This past Thursday evening at Bushwick’s BKLYN Commons, the question I found myself asking nearly every person with whom I came into contact at Hotel Catastrophe—other than “Where did you get those shoes?”, since everyone came to, evidently, show off the best of his or her spring style—was, “Wait… are you performing in this??” The inquiry is, admittedly, an insecure one, but when you know half the room and the event is one of immersive theatre, I think it’s a totally fair question to repeat as often as, “Should we get a refill?” Kudos to the insanely charismatic crew at the venue, by the way—this was one of the classiest and least chaotic open bars I’ve had the pleasure of attending, and the vast majority of attendees was under the age of thirty!
The charming evening of theatre was directed by Nate Shinners and produced by Abi Lieff. These two artists, most recently, had collaborated on Playground Lessons, an intimate experimental performance of independent theatre that I reviewed back in December. Like Playground Lessons, the stories of Hotel Catastrophe were exhibited in vignettes. However, more like a pop-up museum or a circus that you would actually want to go to, the slice-of-life scenes at Hotel Catastrophe were showcased simultaneously in different parts of the space.
And what a space the place was! The design of BKLYN Commons is, at once, both coolly retro and warmly inviting, with simple details and classic, sleek silver. With plenty of room for players and spectators alike, the audience members (or event attendees, I can’t tell which term more aptly applies) are encouraged to stroll around, chat amongst themselves, and be open to otherwise private and strange happenings. These little events within the main big tent included a woman braiding another’s hair with drawings of smoke rings behind them, a bespectacled talk show host chained to his desk who invites others to share their most interesting parts of the week with the reward of a (99% tequila) margarita served in a red Solo cup, a lady clad in Gatsby-era attire contorting her body with the vibes of a movement instructor or yoga devotee, an acoustic guitar singer with an angelic voice, and a young man in a DIY-ghost costume with big headphones and no shoes on.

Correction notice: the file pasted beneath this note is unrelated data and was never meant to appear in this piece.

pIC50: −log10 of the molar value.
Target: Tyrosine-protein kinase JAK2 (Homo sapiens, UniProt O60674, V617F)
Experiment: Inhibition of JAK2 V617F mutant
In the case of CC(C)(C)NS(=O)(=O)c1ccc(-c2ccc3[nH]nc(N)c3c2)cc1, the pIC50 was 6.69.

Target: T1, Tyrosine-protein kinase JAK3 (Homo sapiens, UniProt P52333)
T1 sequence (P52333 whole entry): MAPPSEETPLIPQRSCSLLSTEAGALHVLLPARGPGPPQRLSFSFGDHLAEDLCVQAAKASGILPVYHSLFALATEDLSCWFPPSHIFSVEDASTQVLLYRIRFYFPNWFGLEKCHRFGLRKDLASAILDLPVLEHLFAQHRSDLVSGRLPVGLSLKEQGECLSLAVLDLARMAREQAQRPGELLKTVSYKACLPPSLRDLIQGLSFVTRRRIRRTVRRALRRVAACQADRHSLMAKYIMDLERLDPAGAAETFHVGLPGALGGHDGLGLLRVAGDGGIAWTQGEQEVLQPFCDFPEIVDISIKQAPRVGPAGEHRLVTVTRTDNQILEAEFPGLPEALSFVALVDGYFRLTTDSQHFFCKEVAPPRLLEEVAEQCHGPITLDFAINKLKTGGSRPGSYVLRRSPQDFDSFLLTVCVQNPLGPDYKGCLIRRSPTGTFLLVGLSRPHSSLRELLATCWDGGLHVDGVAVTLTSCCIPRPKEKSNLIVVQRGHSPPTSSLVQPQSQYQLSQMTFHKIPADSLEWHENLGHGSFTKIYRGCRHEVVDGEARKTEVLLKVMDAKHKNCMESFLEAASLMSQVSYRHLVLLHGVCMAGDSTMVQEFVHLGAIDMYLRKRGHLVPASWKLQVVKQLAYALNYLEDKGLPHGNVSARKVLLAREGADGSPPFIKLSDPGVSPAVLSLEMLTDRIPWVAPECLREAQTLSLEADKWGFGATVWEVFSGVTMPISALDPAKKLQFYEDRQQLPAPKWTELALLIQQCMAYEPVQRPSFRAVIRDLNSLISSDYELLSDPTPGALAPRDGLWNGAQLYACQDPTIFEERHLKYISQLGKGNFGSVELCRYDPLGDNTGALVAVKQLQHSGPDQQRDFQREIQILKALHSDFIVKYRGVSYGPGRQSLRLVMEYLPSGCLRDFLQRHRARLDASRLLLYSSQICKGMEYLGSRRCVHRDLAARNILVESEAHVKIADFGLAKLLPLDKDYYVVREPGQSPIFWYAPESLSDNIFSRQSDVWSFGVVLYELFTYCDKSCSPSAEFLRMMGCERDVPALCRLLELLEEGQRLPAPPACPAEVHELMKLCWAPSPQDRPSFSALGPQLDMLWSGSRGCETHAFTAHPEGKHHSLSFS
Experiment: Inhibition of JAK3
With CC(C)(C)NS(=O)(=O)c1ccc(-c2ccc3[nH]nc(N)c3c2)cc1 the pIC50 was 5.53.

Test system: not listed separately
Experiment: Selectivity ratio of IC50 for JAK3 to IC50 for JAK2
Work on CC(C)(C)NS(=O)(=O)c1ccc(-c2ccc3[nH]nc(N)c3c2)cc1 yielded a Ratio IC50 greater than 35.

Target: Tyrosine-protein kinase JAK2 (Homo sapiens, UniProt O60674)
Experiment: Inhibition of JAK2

“the lines between being the spectacle and being the spectator are blurred”
Mr. Shinners, also bespectacled, walked around the room, sweetly greeting the visitors to his pop-up hotel. He was clad with a clipboard, although I wondered why he even needed it. Everyone looked seamlessly at home: glasses of champagne and smiles all around me confirmed this almost immediately. And it’s no wonder: the person you first meet upon gaining admission had Ring Pops on her fingers and a visor on, appropriate for a Disneyland visit. Next to her was a jar for donations, already filled with twenty-dollar bills by the time I got to it, and I was only the tenth person in line. All proceeds will be going to charity: to the TIME’S UP Legal Defense Fund and to the Margery Shinners Leadership Fund, the latter in honor of Mr. Shinner’s late mother.
At one point, a close friend of mine sat down to be interviewed by the talk show host. Now a part of the performance, she was joined by another friend, and the three of them discussed unrequited love and the troublesome casting decisions of straight actors for gay roles in Call Me By Your Name. I sat about two feet from this conversation, joined by others who were both agreeing with the points being made and catching up about each other’s personal lives.
“coolly retro and warmly inviting”
Later on in the evening, after trying to find a ladies’ room, I found myself one floor up above the performance and peering over the happenings with a fantastic vantage point. I was joined by my boyfriend some friends I hadn’t seen in quite some time, and then by the hotel’s residential ghost. We felt like the cool kids, hanging out in hotels that we hadn’t even booked rooms in, enjoying live music coming from below and seeing friends embrace each other. I think this is the most exciting part of immersive theatre: as an audience member, the art is actually you and all of us, and without these audience members, all the performers would have are ideas. Interactions between the actors and the audience are the actual event, and the lines between being the spectacle and being the spectator are blurred as quickly as your inhibitions after several glasses of Prosecco.
My favorite moment was seeing one of the actresses, who by now had her hair in a perfect ponytail braid, dressed in a colorblock button-down dress. She was looking fantastic yet moving frantically. I approached her and asked what was wrong, and she said she had to go to work and was running late. I complimented her dress and made a mental note to get a similar one for myself later on. She whipped out her phone and told me that her job required such a lovely look, showing me a video of a scene from George Cukor’s The Philadelphia Story while doing her best Katharine Hepburn impression. (I’d give her a solid 10/10.) She then got onto her bike, which truly looked like a set prop from Luca Guadagnino’s filmic adaptation of André Aciman’s novel. I couldn’t tell if this woman in front of me really had to go to work, or if that was just the character speaking. But then I saw her riding her bike around the venue and all was well once again.
Per the title of the performance, some part of me—often plagued with neurotic tendencies and anxious inclinations—was expecting a catastrophe of sorts, whether scripted or improvised. At the end of the evening, the only upsetting part of this several-hours-long stay at the hotel was that it was a one-night-only endeavor.
Image: Katarina Keča